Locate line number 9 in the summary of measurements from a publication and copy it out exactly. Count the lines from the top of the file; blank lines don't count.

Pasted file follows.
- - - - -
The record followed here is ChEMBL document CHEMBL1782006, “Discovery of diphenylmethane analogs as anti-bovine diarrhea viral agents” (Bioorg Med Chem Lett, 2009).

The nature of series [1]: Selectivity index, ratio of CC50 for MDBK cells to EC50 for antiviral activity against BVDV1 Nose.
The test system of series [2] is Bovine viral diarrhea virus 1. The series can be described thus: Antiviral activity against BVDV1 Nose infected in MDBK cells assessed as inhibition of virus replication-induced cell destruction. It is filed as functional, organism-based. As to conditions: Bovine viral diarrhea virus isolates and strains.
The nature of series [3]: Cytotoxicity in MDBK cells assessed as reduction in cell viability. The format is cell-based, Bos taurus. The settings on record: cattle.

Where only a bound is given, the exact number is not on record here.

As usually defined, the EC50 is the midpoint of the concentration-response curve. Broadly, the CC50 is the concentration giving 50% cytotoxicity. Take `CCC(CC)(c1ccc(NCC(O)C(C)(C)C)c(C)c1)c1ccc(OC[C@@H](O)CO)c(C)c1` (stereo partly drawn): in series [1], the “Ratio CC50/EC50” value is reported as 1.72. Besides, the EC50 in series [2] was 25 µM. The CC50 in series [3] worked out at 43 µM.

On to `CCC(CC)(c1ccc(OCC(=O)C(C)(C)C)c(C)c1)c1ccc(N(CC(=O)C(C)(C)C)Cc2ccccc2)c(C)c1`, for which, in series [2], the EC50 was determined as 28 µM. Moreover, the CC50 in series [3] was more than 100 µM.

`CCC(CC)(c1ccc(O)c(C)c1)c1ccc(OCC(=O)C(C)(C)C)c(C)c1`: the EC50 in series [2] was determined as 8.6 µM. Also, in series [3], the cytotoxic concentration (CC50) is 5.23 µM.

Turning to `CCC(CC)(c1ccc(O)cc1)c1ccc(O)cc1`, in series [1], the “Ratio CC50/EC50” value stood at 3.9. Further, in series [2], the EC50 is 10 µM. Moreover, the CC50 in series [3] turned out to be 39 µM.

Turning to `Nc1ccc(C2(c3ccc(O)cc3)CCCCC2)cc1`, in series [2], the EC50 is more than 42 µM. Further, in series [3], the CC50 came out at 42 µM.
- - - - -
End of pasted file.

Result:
Turning to `CCC(CC)(c1ccc(O)cc1)c1ccc(O)cc1`, in series [1], the “Ratio CC50/EC50” value stood at 3.9. Further, in series [2], the EC50 is 10 µM. Moreover, the CC50 in series [3] turned out to be 39 µM.